The bitter better place

April 25, 2018 by  
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There is no need to apologize for being relentless in our work, or vociferously clear about the consequences of inaction.

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The bitter better place

Why ARPA-E is essential for U.S. energy innovation

April 25, 2018 by  
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The federal agency has a mission of overcoming long-term, high-risk barriers to developing energy technologies.

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Why ARPA-E is essential for U.S. energy innovation

The price is right for a corporate carbon tax

November 29, 2017 by  
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Five questions for Nicholas Stern, the economist who predicted the consequences of climate change.

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The price is right for a corporate carbon tax

Scientists say that we are entering a new epoch thanks to human activity

January 14, 2016 by  
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New research indicates that the Earth has entered a new geological epoch , and it’s due to human activity. Scientists looked at the scale and rate of environmental changes in the Earth’s atmosphere, oceans, and wildlife-which other recent reports indicate is at an unprecedented high-and compared them to changes during previous time periods. In every category, the consequences of human activity reflect enough change to justify the official designation of a new geological epoch, researchers say. Read the rest of Scientists say that we are entering a new epoch thanks to human activity

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Scientists say that we are entering a new epoch thanks to human activity

The wealthiest ten-percent of the population generate half of the world’s emissions

December 3, 2015 by  
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The wealthiest 10-percent of the people on the planet are causing half of the world’s carbon emissions. While world leaders gather in Paris to figure out who should carry the burden of reducing global warming, Oxfam has released numbers that show that the wealthy are using more than their fair share of our resources. Meanwhile, the poorest half of the planet – the half who will suffer the consequences of climate change the most – produce a paltry 10-percent of the emissions. Read the rest of The wealthiest ten-percent of the population generate half of the world’s emissions

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The wealthiest ten-percent of the population generate half of the world’s emissions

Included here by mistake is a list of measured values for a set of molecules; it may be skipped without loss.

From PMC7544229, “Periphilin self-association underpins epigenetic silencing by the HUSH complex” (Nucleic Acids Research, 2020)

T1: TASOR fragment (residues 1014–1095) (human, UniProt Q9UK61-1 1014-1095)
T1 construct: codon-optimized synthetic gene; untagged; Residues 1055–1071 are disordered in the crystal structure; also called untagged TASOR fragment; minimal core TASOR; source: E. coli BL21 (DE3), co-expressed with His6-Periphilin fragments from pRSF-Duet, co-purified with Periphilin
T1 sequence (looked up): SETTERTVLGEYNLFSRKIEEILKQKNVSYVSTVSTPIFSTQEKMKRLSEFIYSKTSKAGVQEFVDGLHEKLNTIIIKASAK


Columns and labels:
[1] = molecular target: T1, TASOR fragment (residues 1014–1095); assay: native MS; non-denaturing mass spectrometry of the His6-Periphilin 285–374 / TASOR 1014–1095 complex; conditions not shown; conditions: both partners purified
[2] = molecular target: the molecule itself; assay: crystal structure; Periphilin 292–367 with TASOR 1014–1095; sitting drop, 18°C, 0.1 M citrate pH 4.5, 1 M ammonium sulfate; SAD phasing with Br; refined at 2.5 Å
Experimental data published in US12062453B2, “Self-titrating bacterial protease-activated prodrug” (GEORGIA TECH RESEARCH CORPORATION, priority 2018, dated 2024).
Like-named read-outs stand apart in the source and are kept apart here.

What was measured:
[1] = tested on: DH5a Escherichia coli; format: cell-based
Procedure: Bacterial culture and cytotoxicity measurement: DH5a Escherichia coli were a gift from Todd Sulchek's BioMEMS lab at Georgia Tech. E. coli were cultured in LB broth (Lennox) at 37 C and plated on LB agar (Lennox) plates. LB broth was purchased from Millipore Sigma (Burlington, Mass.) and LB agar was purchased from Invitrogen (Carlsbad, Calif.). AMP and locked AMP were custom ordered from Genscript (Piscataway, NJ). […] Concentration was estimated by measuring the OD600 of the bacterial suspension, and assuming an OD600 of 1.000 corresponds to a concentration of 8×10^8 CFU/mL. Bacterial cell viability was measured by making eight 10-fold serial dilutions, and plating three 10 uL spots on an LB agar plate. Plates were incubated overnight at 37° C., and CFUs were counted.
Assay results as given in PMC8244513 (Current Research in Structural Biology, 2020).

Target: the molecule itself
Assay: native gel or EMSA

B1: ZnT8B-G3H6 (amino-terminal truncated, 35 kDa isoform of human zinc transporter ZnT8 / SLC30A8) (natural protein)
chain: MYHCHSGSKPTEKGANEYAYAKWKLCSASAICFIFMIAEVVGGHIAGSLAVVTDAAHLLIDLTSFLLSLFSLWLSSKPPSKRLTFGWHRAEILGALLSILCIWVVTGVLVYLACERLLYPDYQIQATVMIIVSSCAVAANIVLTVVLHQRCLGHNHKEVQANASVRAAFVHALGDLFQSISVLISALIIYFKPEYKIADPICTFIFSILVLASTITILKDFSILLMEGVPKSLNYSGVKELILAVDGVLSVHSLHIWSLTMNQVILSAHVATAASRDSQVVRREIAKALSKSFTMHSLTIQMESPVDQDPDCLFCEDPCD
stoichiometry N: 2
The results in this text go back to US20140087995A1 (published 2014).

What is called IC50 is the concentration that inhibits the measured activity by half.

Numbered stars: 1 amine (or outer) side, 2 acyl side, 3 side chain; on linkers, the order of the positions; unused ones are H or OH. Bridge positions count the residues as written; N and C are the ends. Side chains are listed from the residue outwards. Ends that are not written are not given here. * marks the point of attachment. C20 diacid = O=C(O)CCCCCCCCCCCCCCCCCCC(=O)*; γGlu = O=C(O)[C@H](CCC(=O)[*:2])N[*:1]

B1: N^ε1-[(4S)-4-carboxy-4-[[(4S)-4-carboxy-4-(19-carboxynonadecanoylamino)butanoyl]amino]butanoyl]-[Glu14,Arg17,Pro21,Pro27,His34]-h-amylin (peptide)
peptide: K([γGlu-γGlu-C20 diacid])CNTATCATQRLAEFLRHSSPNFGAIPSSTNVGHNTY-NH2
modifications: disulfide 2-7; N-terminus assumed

INFOGRAPHIC: Which countries are causing global warming and which are most vulnerable to the effects

September 18, 2015 by  
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The effects of climate change are pretty hard to miss no matter where you live, but some countries are going to feel the brunt of the impact more than others. The following infographic was created by George Washington University ‘s grad program in health administration in order to illustrate which countries are causing global warming and which countries stand to suffer the consequences (spoiler alert: it isn’t the same countries causing it). Read the rest of INFOGRAPHIC: Which countries are causing global warming and which are most vulnerable to the effects

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INFOGRAPHIC: Which countries are causing global warming and which are most vulnerable to the effects

Dead zone near African coast shows lowest oxygen levels ever recorded

May 7, 2015 by  
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The dead zones are spreading. No, it’s not a sign of the zombie apocalypse, though the consequences could be just as dire. A recent study by the European Geosciences Union’s journal Biogeosciences  describes a dead zone off the coast of Africa which contains the lowest levels of oxygen ever observed in the Atlantic. To complicate matters, the Atlantic-African dead zone is on the move, threatening all life in its path. Read the rest of Dead zone near African coast shows lowest oxygen levels ever recorded Permalink | Add to del.icio.us | digg Post tags: African dead zone , agricultural runoff , Atlantic dead zone , damaged marine life , dead zone , eddy , fertilizer runoff , killing marine life , marine life destruction , water pollution